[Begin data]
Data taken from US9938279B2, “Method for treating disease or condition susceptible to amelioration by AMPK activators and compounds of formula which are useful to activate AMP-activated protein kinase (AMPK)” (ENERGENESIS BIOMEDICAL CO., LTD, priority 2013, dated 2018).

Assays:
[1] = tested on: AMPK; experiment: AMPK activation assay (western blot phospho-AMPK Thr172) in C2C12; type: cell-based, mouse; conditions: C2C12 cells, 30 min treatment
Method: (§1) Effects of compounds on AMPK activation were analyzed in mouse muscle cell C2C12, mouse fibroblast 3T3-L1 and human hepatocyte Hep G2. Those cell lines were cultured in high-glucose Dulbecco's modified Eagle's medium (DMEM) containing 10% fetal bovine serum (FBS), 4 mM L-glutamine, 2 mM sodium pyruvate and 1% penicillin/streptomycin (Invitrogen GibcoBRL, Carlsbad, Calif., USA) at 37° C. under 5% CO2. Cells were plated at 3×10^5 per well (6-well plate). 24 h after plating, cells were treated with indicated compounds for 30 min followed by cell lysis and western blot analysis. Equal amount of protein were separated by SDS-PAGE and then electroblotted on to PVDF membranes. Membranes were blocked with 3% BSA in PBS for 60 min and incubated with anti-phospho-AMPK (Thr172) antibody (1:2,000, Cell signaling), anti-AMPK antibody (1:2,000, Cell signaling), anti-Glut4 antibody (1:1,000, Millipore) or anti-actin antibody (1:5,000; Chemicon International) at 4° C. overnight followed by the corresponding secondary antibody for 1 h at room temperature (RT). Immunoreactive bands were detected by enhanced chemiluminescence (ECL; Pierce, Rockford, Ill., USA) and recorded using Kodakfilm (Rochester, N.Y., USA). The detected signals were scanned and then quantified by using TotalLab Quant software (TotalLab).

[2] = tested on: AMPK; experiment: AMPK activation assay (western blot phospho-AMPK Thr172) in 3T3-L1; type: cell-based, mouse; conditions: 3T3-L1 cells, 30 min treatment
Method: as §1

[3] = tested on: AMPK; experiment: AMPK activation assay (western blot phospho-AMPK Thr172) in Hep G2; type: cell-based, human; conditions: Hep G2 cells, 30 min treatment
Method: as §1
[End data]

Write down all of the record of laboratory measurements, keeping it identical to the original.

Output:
Data taken from US9938279B2, “Method for treating disease or condition susceptible to amelioration by AMPK activators and compounds of formula which are useful to activate AMP-activated protein kinase (AMPK)” (ENERGENESIS BIOMEDICAL CO., LTD, priority 2013, dated 2018).

Assays:
[1] = tested on: AMPK; experiment: AMPK activation assay (western blot phospho-AMPK Thr172) in C2C12; type: cell-based, mouse; conditions: C2C12 cells, 30 min treatment
Method: (§1) Effects of compounds on AMPK activation were analyzed in mouse muscle cell C2C12, mouse fibroblast 3T3-L1 and human hepatocyte Hep G2. Those cell lines were cultured in high-glucose Dulbecco's modified Eagle's medium (DMEM) containing 10% fetal bovine serum (FBS), 4 mM L-glutamine, 2 mM sodium pyruvate and 1% penicillin/streptomycin (Invitrogen GibcoBRL, Carlsbad, Calif., USA) at 37° C. under 5% CO2. Cells were plated at 3×10^5 per well (6-well plate). 24 h after plating, cells were treated with indicated compounds for 30 min followed by cell lysis and western blot analysis. Equal amount of protein were separated by SDS-PAGE and then electroblotted on to PVDF membranes. Membranes were blocked with 3% BSA in PBS for 60 min and incubated with anti-phospho-AMPK (Thr172) antibody (1:2,000, Cell signaling), anti-AMPK antibody (1:2,000, Cell signaling), anti-Glut4 antibody (1:1,000, Millipore) or anti-actin antibody (1:5,000; Chemicon International) at 4° C. overnight followed by the corresponding secondary antibody for 1 h at room temperature (RT). Immunoreactive bands were detected by enhanced chemiluminescence (ECL; Pierce, Rockford, Ill., USA) and recorded using Kodakfilm (Rochester, N.Y., USA). The detected signals were scanned and then quantified by using TotalLab Quant software (TotalLab).

[2] = tested on: AMPK; experiment: AMPK activation assay (western blot phospho-AMPK Thr172) in 3T3-L1; type: cell-based, mouse; conditions: 3T3-L1 cells, 30 min treatment
Method: as §1

[3] = tested on: AMPK; experiment: AMPK activation assay (western blot phospho-AMPK Thr172) in Hep G2; type: cell-based, human; conditions: Hep G2 cells, 30 min treatment
Method: as §1